homework help thread

Discussion in 'Staging Area' started by bal1, Dec 17, 2012.

  1. bal1

    bal1 New Member

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    I find I get on this forum while I need to do my homework, I'm sure I'm not the only user that does this so a think a public homework thread would help. Ask any questions homework related.
    Enjoy.
     
  2. Knief

    Knief Moderator Staff Member

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    Ann Arbor
    Yay! Now I get to yell at people who are dumb about math and gear! Who's the first victim?
     

  3. BRTSoloWing

    BRTSoloWing Active Member

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    China Grove
    I got it, I got it, 2+2=22 x2=2222
     
  4. Coxinabox

    Coxinabox New Member

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    I guess google won't cut it for some people.
     
  5. Leonidas

    Leonidas New Member

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    Des Moines
    Well, here you can ask specific questions.
     
  6. osawaab

    osawaab Active Member Supporting Member

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    Charlotte and or A galaxy far, far away
    2.4+2.4=4.8

    Now round

    2+2=5.

    Edit: sorry just joking around our math teacher showed us this today, i don't know how this relates to algebra 2 but i thought it was funny. In all seriousness I think this is a great idea for a thread and would be willing to help with anything to the best of my ability.
    Strong points:
    Math ( to a degree)
    Science
    Technical

    Weakness english ( why I'm taking AP english... Ill never know)
     
    Last edited: Dec 17, 2012
  7. Leonidas

    Leonidas New Member

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    Des Moines
    Makes sense, very much sense. What's the point of this...
     
  8. Polanski27

    Polanski27 New Member

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    Kitchener
    I don't see why people are trolling on this thread. I think it is a good idea. Would I use it? Maybe not, but I guess we will see. Would I help out people that needed it? If I knew the answer, yes.
     
  9. Knief

    Knief Moderator Staff Member

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    Alright, I tell you what, I don't need help with this problem set, but I'll post a legitimate question to get us started. This is an introduction to applied economics course. It's not terribly difficult stuff. Let's see who can get the correct answer. Look up the basic procedures for the problem if you must, but please do not Google for the answer (I don't know if it's even out there). You can skip the intro in green if you want, there's no real data in it, just context.

    1. It Goes Better with Wine! (30 points)

    Wine production is a very competitive industry. According to U.S. government figures, there are currently more than 2,000 licensed wineries operating in 48 U.S. states, with more than 847 commercial wineries in California alone. The U.S. also imports wines from all over the world, but especially from Italy, France, Spain, Australia and Chile. Although high-end purveyors of rare or exclusive vintages have some power to set price, competition is intense among producers of common variety table wines – by far the biggest segment of the market – leaving wineries in this segment basically no control over price.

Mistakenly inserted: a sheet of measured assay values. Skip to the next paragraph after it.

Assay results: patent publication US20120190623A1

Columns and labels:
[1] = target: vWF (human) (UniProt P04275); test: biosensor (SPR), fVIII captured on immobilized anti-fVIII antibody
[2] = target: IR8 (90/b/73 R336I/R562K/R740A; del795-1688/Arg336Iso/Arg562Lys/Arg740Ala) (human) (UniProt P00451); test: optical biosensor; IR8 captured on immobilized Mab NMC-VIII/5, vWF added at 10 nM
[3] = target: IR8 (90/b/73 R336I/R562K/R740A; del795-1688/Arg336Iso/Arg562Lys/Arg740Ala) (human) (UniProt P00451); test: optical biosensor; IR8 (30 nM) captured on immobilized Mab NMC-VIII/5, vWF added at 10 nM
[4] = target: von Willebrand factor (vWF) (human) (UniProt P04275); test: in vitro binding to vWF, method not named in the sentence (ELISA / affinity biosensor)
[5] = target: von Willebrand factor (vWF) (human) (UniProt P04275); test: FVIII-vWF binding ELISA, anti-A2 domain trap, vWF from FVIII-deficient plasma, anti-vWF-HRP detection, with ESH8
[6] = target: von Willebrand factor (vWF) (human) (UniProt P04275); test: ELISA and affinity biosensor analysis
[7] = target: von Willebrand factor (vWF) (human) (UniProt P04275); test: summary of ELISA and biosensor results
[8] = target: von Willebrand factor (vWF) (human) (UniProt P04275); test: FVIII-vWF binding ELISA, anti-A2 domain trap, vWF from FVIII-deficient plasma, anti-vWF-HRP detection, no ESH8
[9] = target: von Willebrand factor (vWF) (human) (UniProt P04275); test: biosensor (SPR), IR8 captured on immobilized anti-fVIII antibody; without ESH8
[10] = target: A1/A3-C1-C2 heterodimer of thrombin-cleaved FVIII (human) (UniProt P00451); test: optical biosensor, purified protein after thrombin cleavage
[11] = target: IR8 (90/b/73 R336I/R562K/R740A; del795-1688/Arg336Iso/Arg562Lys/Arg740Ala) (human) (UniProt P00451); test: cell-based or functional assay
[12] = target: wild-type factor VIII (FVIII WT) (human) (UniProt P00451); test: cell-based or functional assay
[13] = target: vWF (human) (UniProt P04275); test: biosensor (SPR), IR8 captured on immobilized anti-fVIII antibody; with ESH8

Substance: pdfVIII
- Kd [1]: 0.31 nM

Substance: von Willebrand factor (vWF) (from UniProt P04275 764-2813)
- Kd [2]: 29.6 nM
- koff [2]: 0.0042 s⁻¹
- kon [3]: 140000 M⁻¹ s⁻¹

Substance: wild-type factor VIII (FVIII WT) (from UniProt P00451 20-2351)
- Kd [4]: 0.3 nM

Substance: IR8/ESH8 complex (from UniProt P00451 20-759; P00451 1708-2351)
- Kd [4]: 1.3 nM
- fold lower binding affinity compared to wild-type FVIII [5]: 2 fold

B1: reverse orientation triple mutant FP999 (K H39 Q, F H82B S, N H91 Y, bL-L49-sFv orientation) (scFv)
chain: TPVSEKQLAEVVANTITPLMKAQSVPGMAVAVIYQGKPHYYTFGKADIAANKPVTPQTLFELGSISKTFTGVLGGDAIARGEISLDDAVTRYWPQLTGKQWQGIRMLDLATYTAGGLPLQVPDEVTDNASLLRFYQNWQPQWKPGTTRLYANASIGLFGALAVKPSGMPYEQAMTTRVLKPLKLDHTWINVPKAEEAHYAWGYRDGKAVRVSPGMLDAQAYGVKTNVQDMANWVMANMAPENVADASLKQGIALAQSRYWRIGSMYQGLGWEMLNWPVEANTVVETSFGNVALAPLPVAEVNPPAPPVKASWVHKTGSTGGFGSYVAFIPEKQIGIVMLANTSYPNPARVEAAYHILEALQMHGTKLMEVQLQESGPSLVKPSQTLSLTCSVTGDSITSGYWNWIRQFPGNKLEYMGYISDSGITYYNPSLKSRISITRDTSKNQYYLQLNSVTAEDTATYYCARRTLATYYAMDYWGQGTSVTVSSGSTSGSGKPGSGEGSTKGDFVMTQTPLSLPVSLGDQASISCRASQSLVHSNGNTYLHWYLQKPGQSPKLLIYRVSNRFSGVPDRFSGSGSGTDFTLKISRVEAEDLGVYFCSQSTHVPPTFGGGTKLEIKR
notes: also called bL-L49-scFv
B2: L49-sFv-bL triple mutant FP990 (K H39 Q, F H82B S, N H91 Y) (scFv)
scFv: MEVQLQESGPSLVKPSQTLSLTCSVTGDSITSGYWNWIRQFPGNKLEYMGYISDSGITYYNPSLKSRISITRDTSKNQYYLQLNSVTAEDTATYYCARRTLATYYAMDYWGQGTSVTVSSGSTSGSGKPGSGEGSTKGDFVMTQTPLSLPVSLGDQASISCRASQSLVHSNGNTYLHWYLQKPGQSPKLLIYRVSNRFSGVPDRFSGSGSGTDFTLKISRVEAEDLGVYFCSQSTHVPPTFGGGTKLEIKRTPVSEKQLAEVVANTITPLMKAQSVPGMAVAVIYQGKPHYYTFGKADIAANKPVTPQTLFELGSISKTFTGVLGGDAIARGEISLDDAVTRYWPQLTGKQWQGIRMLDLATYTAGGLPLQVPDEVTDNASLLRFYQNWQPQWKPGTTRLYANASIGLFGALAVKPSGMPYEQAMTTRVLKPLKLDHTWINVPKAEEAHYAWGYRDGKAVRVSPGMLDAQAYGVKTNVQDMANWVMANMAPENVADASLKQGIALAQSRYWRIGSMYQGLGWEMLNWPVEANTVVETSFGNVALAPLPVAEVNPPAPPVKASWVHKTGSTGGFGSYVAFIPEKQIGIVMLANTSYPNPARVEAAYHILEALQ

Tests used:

While production and distribution at the national level are highly competitive, many states, including Michigan, limit importation and sale of wine within their borders to state-licensed distributors and retailers, prohibiting out-of-state wineries and distributors from selling and shipping wine directly to consumers. A March 2002 study published by the Progressive Policy Institute makes the case for repealing these laws and allowing consumers to purchase wine via the Internet: “Purchasing wine over the Internet can let customers expand their selection from the choices offered by local retail wine outlets to hundreds, if not thousands, of vineyards. Because consumers can buy direct, avoiding the markups charged by wholesalers and retailers, direct shipments can also be cheaper.”

    For the purposes of this question, we will consider Michigan demand and supply for “average table wine,” assumed to be a homogeneous good trading at one price. Also, note that when we speak of producer surplus in this setting, we refer to surplus earned by Michigan distributors and local wineries. Consumer surplus refers to surplus earned by Michigan consumers.


    In the following equations, P denotes Price and Q denotes quantity.

    a) (10 points) Demand for wine in Michigan is P = 56 – Q. The short-run supply of wine to Michigan consumers through the current distribution system (with no direct sales or “imports” via the Internet allowed) is P = 14 + Q. Here, P is the price per gallon and Q is measured in millions of gallons. Calculate the market equilibrium price and quantity of wine sold in Michigan under the current law where “imports” of wine from out-of-state are completely banned. What is consumer surplus and producer surplus in this Michigan market for wine? Show your work and summarize your answers in the box. Illustrate your answer using a graph.